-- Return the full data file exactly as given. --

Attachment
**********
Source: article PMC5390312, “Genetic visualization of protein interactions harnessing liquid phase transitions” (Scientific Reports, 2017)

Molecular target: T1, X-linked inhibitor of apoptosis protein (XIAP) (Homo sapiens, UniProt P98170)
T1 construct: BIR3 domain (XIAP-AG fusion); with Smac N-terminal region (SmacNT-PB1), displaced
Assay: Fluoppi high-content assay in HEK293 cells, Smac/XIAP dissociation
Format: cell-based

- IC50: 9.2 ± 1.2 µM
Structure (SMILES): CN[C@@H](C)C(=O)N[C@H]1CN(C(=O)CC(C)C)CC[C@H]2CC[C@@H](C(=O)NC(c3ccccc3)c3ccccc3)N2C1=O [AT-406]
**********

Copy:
Source: article PMC5390312, “Genetic visualization of protein interactions harnessing liquid phase transitions” (Scientific Reports, 2017)

Molecular target: T1, X-linked inhibitor of apoptosis protein (XIAP) (Homo sapiens, UniProt P98170)
T1 construct: BIR3 domain (XIAP-AG fusion); with Smac N-terminal region (SmacNT-PB1), displaced
Assay: Fluoppi high-content assay in HEK293 cells, Smac/XIAP dissociation
Format: cell-based

- IC50: 9.2 ± 1.2 µM
Structure (SMILES): CN[C@@H](C)C(=O)N[C@H]1CN(C(=O)CC(C)C)CC[C@H]2CC[C@@H](C(=O)NC(c3ccccc3)c3ccccc3)N2C1=O [AT-406]